Tidal effects on net ecosystem exchange of carbon in an estuarine wetland
One year of continuous data from two eddy-flux towers established along an elevation gradient in
coastal Shanghai was analyzed to evaluate the tidal effect on carbon flux (Fc) over an estuarine wetland.
The measured wavelet spectra and cospectra of Fc and other environmental factors demonstrated that
the dynamics of Fc at both sites exhibited a tidal-driven pattern with obvious characteristics at scales
between 10 and 20 days (256–512-h). Environmental factors exerted major controls on the carbon
balance at finer temporal scales. Fc was more sensitive to tides at the low-elevation site than at the highelevation
site. Overall, the mean nighttime Fc during spring tides was lower than that during neap tides,
indicating suppressed ecosystem respiration under inundation. Larger differences were observed at the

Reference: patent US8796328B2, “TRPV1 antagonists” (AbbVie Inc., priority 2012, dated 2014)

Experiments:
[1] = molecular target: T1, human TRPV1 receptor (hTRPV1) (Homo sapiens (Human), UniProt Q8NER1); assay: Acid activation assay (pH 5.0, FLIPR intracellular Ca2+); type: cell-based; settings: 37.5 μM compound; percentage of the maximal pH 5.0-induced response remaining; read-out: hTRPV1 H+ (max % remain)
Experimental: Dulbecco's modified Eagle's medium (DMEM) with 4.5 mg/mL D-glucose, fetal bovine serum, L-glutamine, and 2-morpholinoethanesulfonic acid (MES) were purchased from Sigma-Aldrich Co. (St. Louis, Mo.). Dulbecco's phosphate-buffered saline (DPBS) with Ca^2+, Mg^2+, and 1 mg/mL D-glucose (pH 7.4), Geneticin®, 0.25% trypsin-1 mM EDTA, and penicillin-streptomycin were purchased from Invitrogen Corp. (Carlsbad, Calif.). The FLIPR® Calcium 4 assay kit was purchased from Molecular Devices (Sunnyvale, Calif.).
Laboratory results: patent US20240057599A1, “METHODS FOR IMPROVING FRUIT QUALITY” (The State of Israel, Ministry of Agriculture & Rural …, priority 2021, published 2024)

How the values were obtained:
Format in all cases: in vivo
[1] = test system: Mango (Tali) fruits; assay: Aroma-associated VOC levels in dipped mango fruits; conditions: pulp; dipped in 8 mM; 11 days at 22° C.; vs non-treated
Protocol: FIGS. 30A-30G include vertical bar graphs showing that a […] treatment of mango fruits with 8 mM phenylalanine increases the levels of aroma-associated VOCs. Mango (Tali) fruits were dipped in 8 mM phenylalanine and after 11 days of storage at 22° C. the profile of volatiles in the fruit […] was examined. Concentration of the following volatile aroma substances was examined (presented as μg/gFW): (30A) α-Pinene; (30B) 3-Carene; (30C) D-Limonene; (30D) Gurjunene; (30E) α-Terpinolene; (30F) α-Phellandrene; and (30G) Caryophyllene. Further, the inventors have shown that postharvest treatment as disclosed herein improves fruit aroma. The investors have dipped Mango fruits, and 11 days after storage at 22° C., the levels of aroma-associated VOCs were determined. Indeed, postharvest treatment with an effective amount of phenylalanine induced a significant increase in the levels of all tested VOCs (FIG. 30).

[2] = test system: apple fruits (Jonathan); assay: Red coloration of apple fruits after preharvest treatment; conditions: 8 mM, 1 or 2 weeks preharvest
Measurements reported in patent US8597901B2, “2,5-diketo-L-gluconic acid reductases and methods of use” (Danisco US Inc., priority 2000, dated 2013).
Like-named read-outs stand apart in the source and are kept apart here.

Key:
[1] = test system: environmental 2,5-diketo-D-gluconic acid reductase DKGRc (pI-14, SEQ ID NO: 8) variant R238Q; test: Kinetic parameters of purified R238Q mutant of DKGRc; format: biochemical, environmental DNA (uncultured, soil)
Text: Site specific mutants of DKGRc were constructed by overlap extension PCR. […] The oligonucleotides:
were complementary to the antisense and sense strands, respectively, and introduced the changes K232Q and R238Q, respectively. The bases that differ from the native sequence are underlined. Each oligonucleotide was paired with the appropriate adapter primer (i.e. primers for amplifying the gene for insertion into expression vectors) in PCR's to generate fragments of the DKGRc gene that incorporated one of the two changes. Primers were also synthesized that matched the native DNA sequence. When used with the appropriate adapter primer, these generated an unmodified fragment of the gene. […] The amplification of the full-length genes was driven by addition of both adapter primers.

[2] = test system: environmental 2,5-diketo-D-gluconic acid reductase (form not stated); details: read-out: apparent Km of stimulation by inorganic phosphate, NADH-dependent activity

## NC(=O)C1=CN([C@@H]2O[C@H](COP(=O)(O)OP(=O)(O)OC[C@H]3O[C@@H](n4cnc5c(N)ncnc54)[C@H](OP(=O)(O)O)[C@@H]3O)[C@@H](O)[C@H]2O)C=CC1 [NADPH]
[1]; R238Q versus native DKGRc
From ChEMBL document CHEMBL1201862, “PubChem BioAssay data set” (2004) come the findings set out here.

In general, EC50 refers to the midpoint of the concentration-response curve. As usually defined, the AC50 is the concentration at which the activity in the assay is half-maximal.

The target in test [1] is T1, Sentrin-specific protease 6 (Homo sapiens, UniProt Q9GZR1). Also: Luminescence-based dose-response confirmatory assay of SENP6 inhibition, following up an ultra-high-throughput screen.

low-elevation site due to longer inundation durations. In contrast, daytime Fc was more variable since
plants reacted differently in different growth periods and under different tidal elevations. The
amplitudes of diurnal Fc during tidal periods were larger than those reported for other wetland types,
implying a great potential for future carbon sequestration. Whilst tides would also transport organic
matter to nearby estuaries and hence may incur carbon emission in the receiving ecosystems. Thus,
further study on lateral carbon transport is required to investigate the tidal effect on the carbon sink/
source role of the wetland.